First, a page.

Forty-Eight Mental Breaks for Caregivers

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Caregiving takes a lot of time. Even if you had spare time to daydream in the first place, it’s probably gone now. However you must give yourself a mental break once in a while.

The following list is intended to make you think back to a simpler time in your past, and possibly one in your future. Use them sparingly (one at a time), or be a glutton (overdose on all of them at the same time).

The goal here is to make you feel better. If you really want to make yourself feel better, use this as a “to do” list. Please pass the list on to others who may need it.

*Falling in love

*Laughing so hard your face hurts

*A hot shower

*No lines at the Super Wal-Mart

*A special glance

*Getting mail-other than bills or junk mail

*Taking a drive on a pretty road

*Hearing your favorite song on the radio

*Lying in bed listening to the rain outside

*Hot towels out of the dryer

*Finding the sweater you want is on sale for half price

*Chocolate milkshake. (or vanilla!)

*A long distance phone call

*A bubble bath

*Giggling

*A good conversation

*The beach

*Finding a $20 bill in your coat from last winter

*Laughing at yourself

*Midnight phone calls that last for hours

*Running through sprinklers

*Laughing for absolutely no reason at all

*Having someone tell you that you’re beautiful

*Laughing at an inside joke

*Friends

*Accidentally overhearing someone say something nice about you

*Waking up and realizing you still have a few hours left to sleep

*Your first kiss

*Making new friends or spending time with old ones

*Playing with a new puppy

*Having someone play with your hair

*Sweet dreams

*Hot chocolate

*Road trips with friends

*Swinging on swings

*Wrapping presents under the Christmas tree while eating cookies

and drinking eggnog

*Song lyrics printed inside your new CD so you can sing along

without feeling stupid

*Going to a really good concert

*Winning a really competitive game

*Making chocolate chip cookies

*Spending time with close friends

*Seeing smiles and hearing laughter from those friends…

*Holding hands with someone you care about

*Running into an old friend and realizing that some things (good or bad) never change

*Riding the best roller coasters over and over

*Watching the expression on someone’s face as they open a much

desired present from you

*Watching the sunrise

*Getting out of bed every morning and thanking God for another beautiful day….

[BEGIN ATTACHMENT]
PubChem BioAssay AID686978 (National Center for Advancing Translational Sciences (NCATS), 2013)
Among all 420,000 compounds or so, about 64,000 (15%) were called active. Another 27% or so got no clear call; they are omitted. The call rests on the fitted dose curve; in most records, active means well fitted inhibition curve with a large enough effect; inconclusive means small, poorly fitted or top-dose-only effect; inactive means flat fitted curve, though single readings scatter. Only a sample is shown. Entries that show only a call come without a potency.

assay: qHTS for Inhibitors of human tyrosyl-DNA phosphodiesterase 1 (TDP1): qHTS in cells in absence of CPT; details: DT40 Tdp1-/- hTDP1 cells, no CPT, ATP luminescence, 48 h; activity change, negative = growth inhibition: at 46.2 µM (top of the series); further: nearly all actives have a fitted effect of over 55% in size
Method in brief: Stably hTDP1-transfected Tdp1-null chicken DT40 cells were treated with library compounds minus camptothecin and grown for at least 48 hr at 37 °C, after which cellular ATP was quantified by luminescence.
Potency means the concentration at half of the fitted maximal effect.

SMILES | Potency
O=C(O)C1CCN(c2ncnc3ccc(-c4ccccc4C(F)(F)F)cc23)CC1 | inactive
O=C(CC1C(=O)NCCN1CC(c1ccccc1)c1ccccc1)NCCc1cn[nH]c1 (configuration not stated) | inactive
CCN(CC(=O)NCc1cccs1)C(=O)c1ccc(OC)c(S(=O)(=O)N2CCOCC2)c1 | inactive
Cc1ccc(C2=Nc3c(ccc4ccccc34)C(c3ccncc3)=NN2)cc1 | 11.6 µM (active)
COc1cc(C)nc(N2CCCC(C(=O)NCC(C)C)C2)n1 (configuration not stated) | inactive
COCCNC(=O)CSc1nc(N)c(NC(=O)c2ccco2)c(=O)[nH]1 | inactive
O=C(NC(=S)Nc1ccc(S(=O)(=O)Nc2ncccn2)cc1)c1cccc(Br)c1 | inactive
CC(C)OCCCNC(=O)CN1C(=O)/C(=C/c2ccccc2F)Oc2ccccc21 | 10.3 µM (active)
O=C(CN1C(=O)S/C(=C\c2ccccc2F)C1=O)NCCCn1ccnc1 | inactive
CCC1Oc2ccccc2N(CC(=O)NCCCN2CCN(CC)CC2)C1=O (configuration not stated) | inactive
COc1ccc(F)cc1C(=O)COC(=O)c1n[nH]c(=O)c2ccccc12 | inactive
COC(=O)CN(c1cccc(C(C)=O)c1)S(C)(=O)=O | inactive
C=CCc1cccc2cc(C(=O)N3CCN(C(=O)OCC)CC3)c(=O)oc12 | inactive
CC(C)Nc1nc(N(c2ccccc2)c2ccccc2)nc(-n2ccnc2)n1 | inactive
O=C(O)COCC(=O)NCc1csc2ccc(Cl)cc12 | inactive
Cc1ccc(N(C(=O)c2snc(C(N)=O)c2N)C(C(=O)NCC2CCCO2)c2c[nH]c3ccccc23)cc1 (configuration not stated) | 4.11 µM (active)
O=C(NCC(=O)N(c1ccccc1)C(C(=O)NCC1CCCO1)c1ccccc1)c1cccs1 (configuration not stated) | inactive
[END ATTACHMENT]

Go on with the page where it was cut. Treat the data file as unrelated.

Source: https://caregiver.com/articles/mental-breaks/

Dave Nassaney

Caregiver's Caregiver at Dave, The Caregiver's Caregiver
Join Dave Nassaney, The Caregiver's Caregiver, author of numerous articles and books, speaker, life coach, and radio talk-show host for caregivers who are burned out, but his most important role is being a caregiver to his lovely wife, Charlene.

His upcoming book, "It's My Life, Too! Reclaim Your Caregiver Sanity by Learning When To Say Yes - When To Say No In Long Term Caregiving" is designed to teach caregivers who are taking care of their loved ones (due to an illness or disability) how to take care of themselves FIRST. If they don't learn this, they will likely suffer burnout and become as helpless as the person they are caring for.

Tune in every Wednesdays at 12:00 pm, PST, for interviews with experts in the caregiving field, as they discuss topics of great interest to caregivers, which will help them avoid burnout. The call in number to listen is (480) 945 0442.

Recorded podcasts can be found at www.DaveTheCaregiversCaregiver.com after each interview date.

Latest posts by Dave Nassaney (see all)

Dave Nassaney
Dave Nassaney

Join Dave Nassaney, The Caregiver’s Caregiver, author of numerous articles and books, speaker, life coach, and radio talk-show host for caregivers who are burned out, but his most important role is being a caregiver to his lovely wife, Charlene.

His upcoming book, “It’s My Life, Too! Reclaim Your Caregiver Sanity by Learning When To Say Yes – When To Say No In Long Term Caregiving” is designed to teach caregivers who are taking care of their loved ones (due to an illness or disability) how to take care of themselves FIRST. If they don’t learn this, they will likely suffer burnout and become as helpless as the person they are caring for.

Tune in every Wednesdays at 12:00 pm, PST, for interviews with experts in the caregiving field, as they discuss topics of great interest to caregivers, which will help them avoid burnout. The call in number to listen is (480) 945 0442.

Recorded podcasts can be found at www.DaveTheCaregiversCaregiver.com after each interview date.

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